This week marks the 40th anniversary of Earth Day, which began as a way to not only honor the planet but to remind us to treat the Earth respectfully. Four decades later, thanks to the vision and dedication of those who established the very first Earth Day, it is now common to consider and question the impact we make on the Earth’s environment in our daily lives.


    At Microsoft Research, we strive to honor the principles of Earth Day every day. We are guided by our mission to collaborate with the global research community through research, education and innovation with the ultimate goal of improving lives for all of us on Earth. As scientists, having a deep understanding of the planet and its intricacies is critical to our life’s work. But as citizens, pursuing innovative ways to harness the power of technology and science in support of a healthy, thriving environment is beyond critical: it is essential.


    One way in which we appreciate the planet is to capture its essence in digital imagery for the purposes of both pleasure and research. Microsoft Research has enhanced the ability to easily display extremely large images using HD View. Developed by the Interactive Visual Media Group at Microsoft Research, HD View draws on technological advances to enable in-full, 360-degree fields of view. It also harnesses the power of current graphics hardware for smooth panning and zooming of images. Available as an Active X Web browser component, users of Microsoft Windows can use HD View to create content that can be easily shared and distributed via the Internet.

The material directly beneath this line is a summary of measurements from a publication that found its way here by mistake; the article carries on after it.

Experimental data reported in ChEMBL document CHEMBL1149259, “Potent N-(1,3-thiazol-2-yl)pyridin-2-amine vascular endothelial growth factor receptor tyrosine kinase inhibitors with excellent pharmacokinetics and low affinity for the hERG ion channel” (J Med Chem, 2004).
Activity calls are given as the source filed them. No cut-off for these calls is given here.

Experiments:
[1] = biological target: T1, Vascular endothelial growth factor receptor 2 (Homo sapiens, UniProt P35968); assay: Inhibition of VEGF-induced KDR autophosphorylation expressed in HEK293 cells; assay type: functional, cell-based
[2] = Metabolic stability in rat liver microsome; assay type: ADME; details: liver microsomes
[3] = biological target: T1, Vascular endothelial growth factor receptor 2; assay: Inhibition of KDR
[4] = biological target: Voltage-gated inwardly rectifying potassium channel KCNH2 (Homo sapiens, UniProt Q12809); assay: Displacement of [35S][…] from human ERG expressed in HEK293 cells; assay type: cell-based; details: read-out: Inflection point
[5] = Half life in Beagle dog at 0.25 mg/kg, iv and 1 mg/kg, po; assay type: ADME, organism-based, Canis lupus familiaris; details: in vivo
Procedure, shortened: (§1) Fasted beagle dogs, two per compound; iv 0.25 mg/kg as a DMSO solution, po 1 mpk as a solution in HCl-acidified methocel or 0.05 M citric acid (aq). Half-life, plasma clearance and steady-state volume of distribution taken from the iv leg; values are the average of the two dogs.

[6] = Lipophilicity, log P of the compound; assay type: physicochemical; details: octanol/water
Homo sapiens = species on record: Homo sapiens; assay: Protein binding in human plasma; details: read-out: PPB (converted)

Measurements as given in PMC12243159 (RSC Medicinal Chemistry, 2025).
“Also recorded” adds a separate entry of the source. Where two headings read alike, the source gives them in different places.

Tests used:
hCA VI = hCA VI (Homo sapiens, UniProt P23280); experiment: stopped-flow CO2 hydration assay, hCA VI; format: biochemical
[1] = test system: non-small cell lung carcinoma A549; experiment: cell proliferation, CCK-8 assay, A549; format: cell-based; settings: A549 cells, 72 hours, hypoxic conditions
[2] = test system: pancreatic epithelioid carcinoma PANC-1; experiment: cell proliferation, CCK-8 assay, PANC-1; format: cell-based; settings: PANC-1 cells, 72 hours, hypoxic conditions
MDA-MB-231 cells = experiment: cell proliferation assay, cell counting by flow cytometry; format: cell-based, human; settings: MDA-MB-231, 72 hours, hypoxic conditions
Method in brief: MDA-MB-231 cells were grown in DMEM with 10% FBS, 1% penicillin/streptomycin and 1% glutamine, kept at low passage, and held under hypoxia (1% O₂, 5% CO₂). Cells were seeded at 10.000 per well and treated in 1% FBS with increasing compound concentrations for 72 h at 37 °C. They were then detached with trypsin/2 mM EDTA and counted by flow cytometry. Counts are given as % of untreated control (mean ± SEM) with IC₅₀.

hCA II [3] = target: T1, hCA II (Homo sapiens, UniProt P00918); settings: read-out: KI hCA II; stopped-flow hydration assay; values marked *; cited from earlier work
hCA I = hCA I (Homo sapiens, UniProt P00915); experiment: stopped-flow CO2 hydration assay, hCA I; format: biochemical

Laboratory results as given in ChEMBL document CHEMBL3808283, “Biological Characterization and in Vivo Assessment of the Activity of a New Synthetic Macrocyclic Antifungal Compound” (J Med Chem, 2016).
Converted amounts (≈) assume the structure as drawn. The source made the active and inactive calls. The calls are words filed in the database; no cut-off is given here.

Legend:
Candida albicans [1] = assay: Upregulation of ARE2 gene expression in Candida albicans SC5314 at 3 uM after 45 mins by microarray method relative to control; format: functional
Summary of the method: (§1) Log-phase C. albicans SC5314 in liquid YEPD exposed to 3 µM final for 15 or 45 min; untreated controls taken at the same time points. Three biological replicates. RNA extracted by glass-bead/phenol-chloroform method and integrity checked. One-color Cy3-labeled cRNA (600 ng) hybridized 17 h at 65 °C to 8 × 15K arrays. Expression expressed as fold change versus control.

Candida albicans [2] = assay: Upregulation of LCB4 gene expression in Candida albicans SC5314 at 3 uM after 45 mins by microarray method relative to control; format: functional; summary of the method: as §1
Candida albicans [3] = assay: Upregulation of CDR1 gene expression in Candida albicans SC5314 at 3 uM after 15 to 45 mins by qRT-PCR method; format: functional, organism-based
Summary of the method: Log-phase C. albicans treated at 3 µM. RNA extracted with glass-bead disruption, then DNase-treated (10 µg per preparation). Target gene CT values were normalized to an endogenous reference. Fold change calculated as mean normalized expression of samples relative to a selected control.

In that spirit, in addition to providing tools that enhance our appreciation for the environment, in honor of Earth Day Microsoft is introducing a new online destination where people can learn how each and every one of us can be more mindful of sustainability throughout each and every day.


    To provide year-round inspiration and information on the collaborative discovery and scientific research underway, Microsoft Research invites you to visit two earth-friendly sites, Earth, Energy, and Environment and Microsoft Research and the Environment. Both sites offer easy and convenient access to news, feature stories and in-depth information about projects being undertaken throughout the global research community.


    Also drawing on the power of the Internet to facilitate change, Microsoft’s environmental site helps make every day an earth day.  In addition to a number of topical feature stories being published this week, the site also includes:


    · A series of video vignettes featuring discussions with  Microsoft executives about how their daily roles contribute to the company’s overall sustainability mission

    · Videos on Green IT at Microsoft

    · Daily tips on green topics

    · Personalized recommendations via Microsoft Hohm, a free, Web-based beta application designed to help people identify ways they can save energy and money

    · Other timely news and feature stories


    Finally, today is a perfect day to celebrate the advances we’ve made in treating the environment respectfully. Today is also the perfect day to revisit and renew our vow to make meaningful contributions to a sustainable future. In honor of the time-tested wisdom that you get out of it only what you put into it, on behalf of all of us at Microsoft Research and members of the Earth, Energy, and Environment team, happy Earth Day 2010, and many, many more.


    Dan Fay, director, Earth, Energy, and Environment, Microsoft Research